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pello , pĕpŭli, pulsum, 3 (
I.pluperf. pulserat, Amm. 30, 5, 19), v. a. kindred with Gr. πάλλω, πέλω, to beat, strike, knock any thing or at any thing; to push, drive, hurl, impel, propel.
I. Lit.
A. In gen. (mostly poet.; “syn.: trudo, percutio): pueri pulsi,Cic. Fin. 5, 18, 48: “pectora pellite tonsis, Enn. ap. Fest. s. v. tonsa, p. 356 Müll. (Ann. v. 235 Vahl.): terram pede,Lucr. 5, 1402: “ter pede terram (in the tripudium),Hor. C. 3, 18, 15: “humum pedibus,Cat. 61, 14: “fores,Ter. Ad. 4, 5, 4; 5, 3, 2: “impetu venientium pulsae fores,Tac. A. 11, 37: spumat sale rate pulsum, Enn. ap. Gell. 2, 26 (Ann. v. 378 Vahl.); cf.: unda pulsa remis, Cic. Ac. Fragm. ap. Non. 162, 30; so, “vada remis,Cat. 64, 58: “(arbor) ventis pulsa,Lucr. 5, 1096.—
B. In partic.
1. To drive out or away, to thrust or turn out, expel, banish; esp. milit., to drive back, discomfit, rout the enemy (freq. and class.; syn.: fugo, elimino, deicio); constr. with abl., with ex, rarely with de; also with ab and abl. of the place from which one is repelled or driven back, but has not entered: “cum viri boni lapidibus e foro pellerentur,Cic. Pis. 10, 23; so, “omnes ex Galliae finibus,Caes. B. G. 1, 31, 11; and: “praesidium ex arce,Nep. Pelop. 3 fin.: “a foribus,Plaut. Am. 1, 1, 113: “istum ab Hispaniā,Cic. Att. 10, 8, 2: “patriis ab agris Pellor,Ov. M. 14, 477; cf. Ter. Eun. 2, 1, 9: “aliquem a sacris,Ov. Ib. 624: “possessores suis sedibus,Cic. Off. 2, 22, 78: “aliquem sedibus,Sall. J. 41, 8: “aliquem possessionibus,Cic. Mil. 27, 74: “aliquem civitate,id. Par. 4, 1, 27: “loco,Liv. 10, 6: “patria,Nep. Arist. 1: “aliquem regno,Hor. S. 1, 6, 13; Just. 35, 1, 3.—Of inanim. objects: “aquam de agro,Plin. 18, 26, 62, § 230: “tecta, quibus frigorum vis pelleretur,Cic. Off. 2, 11, 13: “placidam nives pectore aquam,Tib. 1, 4, 12; 3, 5, 30: “calculos e corpore,Plin. 22, 21, 30, § 64.—Without indicating the place whence: “qui armis perterritus, fugatus, pulsus est,Cic. Caecin. 11, 31: “hostes pelluntur,Caes. B. G. 7, 62, 3; cf.: “milites pulsi fugatique,Sall. J. 74, 3: “exsules tyrannorum injuriā pulsi,driven out, banished, Liv. 34, 26, 12: “Athenienses Diagoram philosophum pepulerunt,Val. Max. 1, 1, 7 ext.— With abl. of manner: “pudendis Volneribus pulsus,Verg. A. 11, 56; cf.: “si fugisset vulneratus a tergo, etc., Serv. ad loc.—Specifying the place whither: miles pellitur foras,Ter. Eun. 5, 8, 11: “in exsilium pulsus,Cic. de Or. 2, 13, 56.—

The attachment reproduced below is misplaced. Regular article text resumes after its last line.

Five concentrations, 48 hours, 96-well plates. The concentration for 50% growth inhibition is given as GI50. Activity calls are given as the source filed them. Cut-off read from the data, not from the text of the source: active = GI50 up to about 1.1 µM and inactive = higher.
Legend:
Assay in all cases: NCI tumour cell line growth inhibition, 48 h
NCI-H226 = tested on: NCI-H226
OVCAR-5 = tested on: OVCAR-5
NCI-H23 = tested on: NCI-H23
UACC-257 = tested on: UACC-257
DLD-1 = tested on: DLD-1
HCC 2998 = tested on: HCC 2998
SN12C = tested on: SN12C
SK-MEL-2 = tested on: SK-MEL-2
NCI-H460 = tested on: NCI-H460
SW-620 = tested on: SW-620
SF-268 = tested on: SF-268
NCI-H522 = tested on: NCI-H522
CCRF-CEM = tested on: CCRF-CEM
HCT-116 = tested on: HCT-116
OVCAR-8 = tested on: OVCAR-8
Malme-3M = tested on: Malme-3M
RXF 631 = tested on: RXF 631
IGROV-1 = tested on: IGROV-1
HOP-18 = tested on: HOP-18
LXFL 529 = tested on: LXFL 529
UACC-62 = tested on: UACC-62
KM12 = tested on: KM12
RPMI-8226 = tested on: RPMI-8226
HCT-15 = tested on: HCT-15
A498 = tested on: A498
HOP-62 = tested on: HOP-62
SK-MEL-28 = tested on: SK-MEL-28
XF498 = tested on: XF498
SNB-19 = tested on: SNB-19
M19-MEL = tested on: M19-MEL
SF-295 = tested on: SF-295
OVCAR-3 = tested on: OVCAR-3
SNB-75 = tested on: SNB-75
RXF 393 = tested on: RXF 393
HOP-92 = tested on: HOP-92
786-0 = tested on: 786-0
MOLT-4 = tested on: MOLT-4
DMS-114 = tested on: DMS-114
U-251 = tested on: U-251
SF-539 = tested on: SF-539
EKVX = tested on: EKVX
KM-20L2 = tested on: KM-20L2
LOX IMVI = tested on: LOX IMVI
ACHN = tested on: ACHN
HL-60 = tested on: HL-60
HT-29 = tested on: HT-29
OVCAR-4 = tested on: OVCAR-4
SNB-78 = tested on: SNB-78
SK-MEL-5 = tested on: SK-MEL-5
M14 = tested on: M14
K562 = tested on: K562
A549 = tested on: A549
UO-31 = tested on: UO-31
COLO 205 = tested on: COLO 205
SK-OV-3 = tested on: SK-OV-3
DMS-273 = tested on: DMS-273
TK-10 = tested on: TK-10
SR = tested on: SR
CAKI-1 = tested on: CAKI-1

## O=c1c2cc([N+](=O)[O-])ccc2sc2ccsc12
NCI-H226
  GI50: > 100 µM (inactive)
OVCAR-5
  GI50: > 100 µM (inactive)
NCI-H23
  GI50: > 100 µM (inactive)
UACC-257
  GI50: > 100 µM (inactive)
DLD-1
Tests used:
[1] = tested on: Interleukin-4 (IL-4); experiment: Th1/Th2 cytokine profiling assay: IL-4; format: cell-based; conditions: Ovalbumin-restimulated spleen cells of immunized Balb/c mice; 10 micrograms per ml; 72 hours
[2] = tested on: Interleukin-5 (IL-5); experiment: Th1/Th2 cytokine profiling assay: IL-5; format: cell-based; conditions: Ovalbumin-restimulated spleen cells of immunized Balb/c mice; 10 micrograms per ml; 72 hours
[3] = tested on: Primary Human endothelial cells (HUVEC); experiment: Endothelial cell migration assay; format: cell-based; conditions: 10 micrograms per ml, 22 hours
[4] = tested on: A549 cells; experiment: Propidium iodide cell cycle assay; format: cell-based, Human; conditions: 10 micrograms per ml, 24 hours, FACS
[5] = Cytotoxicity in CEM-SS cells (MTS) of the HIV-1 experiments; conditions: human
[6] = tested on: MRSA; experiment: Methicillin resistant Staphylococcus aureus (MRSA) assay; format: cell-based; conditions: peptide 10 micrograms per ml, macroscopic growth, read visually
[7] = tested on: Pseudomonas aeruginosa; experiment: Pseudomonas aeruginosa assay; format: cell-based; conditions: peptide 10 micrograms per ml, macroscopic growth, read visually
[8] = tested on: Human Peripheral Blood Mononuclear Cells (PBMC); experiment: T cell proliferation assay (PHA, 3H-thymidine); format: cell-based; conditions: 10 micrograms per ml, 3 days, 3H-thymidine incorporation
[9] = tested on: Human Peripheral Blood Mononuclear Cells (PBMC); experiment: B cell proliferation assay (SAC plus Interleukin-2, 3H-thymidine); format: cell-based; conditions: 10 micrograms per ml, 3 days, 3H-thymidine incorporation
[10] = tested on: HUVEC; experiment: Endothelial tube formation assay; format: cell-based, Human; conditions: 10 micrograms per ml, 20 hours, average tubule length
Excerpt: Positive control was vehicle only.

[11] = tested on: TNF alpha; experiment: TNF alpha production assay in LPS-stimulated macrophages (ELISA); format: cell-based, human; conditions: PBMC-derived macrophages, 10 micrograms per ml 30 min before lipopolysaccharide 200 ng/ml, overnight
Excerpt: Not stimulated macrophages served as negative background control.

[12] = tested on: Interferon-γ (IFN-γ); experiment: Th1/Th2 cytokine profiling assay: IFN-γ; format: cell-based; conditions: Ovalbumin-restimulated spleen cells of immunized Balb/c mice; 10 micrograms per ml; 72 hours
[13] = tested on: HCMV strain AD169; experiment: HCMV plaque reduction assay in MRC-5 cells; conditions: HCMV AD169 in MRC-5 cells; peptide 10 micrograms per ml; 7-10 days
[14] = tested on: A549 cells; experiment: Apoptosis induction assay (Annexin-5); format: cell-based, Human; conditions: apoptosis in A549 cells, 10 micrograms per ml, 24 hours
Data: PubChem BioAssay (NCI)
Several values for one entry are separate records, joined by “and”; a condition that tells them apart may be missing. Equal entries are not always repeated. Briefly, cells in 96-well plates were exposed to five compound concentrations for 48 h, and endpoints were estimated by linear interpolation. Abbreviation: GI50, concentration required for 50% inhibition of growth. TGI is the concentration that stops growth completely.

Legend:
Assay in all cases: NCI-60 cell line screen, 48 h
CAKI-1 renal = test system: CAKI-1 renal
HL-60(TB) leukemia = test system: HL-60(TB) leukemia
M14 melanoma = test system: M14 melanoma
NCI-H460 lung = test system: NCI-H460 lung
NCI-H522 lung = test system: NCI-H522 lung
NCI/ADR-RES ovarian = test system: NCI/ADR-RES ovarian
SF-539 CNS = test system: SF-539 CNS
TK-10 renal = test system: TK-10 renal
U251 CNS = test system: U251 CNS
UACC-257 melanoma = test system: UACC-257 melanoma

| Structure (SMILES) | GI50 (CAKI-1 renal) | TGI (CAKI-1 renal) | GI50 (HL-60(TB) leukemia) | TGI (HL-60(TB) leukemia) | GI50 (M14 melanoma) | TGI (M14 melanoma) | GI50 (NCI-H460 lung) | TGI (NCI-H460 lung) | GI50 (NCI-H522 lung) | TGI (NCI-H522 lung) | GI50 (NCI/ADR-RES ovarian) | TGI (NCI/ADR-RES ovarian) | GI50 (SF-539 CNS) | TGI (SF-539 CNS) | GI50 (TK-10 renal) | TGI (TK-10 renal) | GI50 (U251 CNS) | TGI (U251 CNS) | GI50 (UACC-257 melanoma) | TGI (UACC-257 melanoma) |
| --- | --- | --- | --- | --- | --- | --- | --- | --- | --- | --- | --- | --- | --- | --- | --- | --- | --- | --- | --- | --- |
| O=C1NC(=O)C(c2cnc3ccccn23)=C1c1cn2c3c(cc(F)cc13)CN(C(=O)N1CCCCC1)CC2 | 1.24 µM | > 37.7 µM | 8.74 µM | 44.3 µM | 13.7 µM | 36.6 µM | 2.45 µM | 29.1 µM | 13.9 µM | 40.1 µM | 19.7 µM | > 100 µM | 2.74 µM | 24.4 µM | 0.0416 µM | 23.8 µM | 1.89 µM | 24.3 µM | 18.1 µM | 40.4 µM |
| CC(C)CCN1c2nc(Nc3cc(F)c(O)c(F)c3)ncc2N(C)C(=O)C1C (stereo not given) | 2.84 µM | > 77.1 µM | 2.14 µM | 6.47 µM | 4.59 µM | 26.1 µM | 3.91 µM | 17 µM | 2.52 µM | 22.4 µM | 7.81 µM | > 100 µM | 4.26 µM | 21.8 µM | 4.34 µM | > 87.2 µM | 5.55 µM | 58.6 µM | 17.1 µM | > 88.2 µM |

2. In milit. lang., to rout, put to flight, discomfit: “exercitum ejus ab Helvetiis pulsum et sub jugum missum,Caes. B. G. 1, 7, 4: “compluribus his proeliis pulsis,id. ib. 1, 10, 5: “Romanos pulsos superatosque,id. ib. 2, 24 fin., etc.; 1, 52; Liv. 2, 50; Just. 1, 6, 13; 2, 12, 26.—
3. To strike, set in motion, impel: “inpello, sagitta pulsa manu,Verg. A. 12, 320.—
4. Of a musical instrument, to strike the chords, play: “nervi pulsi,struck, Cic. Brut. 54, 199: “lyra pulsa manu,Ov. M. 10, 205; cf.: “classica pulsa,” i. e. blown, Tib. 1, 1, 4.—
II. Trop.
B. In partic.
2. To beat, conquer, overcome (very rare): si animus hominem pepulit, actum'st: animo servit, non sibi; “Sin ipse animum pepulit, vivit, victor victorum cluet,Plaut. Trin. 2, 2, 27 sq.: “alicui pudicitiam,id. Ep. 4, 1, 15.
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